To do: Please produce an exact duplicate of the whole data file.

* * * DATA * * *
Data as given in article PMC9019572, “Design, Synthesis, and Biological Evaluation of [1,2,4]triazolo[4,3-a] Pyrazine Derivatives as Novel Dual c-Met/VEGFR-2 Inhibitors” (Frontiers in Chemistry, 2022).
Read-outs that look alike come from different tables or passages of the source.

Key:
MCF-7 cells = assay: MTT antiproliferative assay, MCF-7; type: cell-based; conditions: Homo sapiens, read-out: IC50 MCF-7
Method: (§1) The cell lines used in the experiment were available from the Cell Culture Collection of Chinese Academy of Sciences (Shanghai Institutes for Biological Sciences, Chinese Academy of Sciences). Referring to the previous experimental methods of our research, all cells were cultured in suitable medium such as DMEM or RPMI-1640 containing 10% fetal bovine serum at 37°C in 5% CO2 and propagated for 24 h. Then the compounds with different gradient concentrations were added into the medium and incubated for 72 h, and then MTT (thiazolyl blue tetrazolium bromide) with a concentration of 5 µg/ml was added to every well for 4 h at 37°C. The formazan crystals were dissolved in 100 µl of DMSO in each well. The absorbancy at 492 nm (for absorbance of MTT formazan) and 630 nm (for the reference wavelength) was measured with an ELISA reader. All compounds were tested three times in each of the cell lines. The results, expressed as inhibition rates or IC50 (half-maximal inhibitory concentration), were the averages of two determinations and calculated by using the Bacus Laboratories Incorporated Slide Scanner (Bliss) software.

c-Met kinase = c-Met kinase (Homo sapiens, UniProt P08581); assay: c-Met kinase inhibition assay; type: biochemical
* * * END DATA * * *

Data as given in article PMC9019572, “Design, Synthesis, and Biological Evaluation of [1,2,4]triazolo[4,3-a] Pyrazine Derivatives as Novel Dual c-Met/VEGFR-2 Inhibitors” (Frontiers in Chemistry, 2022).
Read-outs that look alike come from different tables or passages of the source.

Key:
MCF-7 cells = assay: MTT antiproliferative assay, MCF-7; type: cell-based; conditions: Homo sapiens, read-out: IC50 MCF-7
Method: (§1) The cell lines used in the experiment were available from the Cell Culture Collection of Chinese Academy of Sciences (Shanghai Institutes for Biological Sciences, Chinese Academy of Sciences). Referring to the previous experimental methods of our research, all cells were cultured in suitable medium such as DMEM or RPMI-1640 containing 10% fetal bovine serum at 37°C in 5% CO2 and propagated for 24 h. Then the compounds with different gradient concentrations were added into the medium and incubated for 72 h, and then MTT (thiazolyl blue tetrazolium bromide) with a concentration of 5 µg/ml was added to every well for 4 h at 37°C. The formazan crystals were dissolved in 100 µl of DMSO in each well. The absorbancy at 492 nm (for absorbance of MTT formazan) and 630 nm (for the reference wavelength) was measured with an ELISA reader. All compounds were tested three times in each of the cell lines. The results, expressed as inhibition rates or IC50 (half-maximal inhibitory concentration), were the averages of two determinations and calculated by using the Bacus Laboratories Incorporated Slide Scanner (Bliss) software.

c-Met kinase = c-Met kinase (Homo sapiens, UniProt P08581); assay: c-Met kinase inhibition assay; type: biochemical